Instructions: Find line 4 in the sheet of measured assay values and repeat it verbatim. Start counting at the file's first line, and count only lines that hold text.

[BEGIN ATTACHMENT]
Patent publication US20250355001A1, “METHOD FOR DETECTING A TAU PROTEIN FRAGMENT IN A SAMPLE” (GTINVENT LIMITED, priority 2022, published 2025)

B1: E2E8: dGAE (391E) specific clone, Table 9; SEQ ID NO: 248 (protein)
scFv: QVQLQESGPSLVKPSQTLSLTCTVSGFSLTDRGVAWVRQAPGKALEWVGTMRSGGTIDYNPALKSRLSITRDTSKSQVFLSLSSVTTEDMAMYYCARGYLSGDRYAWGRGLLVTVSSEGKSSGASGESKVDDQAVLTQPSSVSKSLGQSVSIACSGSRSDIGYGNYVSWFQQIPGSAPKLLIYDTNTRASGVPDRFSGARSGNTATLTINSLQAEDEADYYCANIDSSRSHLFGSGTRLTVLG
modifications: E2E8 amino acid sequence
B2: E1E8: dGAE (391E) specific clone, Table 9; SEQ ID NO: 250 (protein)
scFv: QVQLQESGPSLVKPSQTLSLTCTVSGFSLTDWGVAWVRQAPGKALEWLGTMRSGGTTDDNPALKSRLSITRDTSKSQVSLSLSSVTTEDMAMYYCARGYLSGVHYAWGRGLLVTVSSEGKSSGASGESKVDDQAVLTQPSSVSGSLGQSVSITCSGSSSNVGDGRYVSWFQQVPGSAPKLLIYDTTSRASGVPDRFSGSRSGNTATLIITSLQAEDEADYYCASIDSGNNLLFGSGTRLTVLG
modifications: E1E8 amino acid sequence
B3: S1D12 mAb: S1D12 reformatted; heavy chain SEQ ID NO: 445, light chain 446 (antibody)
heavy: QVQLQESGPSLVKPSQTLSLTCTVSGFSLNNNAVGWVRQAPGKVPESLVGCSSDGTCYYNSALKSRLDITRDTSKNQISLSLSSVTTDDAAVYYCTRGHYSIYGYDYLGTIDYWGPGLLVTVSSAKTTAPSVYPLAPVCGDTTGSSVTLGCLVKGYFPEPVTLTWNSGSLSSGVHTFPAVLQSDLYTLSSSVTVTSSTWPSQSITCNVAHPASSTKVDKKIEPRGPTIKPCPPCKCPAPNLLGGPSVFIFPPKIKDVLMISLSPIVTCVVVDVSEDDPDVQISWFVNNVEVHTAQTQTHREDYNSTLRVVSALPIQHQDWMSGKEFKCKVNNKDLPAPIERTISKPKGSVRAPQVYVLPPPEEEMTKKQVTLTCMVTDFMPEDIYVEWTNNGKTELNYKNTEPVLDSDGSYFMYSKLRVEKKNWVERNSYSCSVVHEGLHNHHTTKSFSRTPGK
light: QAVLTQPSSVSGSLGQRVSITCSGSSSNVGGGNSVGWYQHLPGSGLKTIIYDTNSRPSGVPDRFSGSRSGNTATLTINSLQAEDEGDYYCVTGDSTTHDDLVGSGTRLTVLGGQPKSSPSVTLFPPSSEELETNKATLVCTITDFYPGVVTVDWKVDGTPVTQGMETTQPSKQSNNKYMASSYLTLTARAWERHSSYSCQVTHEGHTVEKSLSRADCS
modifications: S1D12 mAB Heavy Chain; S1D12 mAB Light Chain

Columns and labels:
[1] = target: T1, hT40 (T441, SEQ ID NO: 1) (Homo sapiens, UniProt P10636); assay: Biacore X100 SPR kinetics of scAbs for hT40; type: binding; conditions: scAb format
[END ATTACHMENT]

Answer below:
modifications: E2E8 amino acid sequence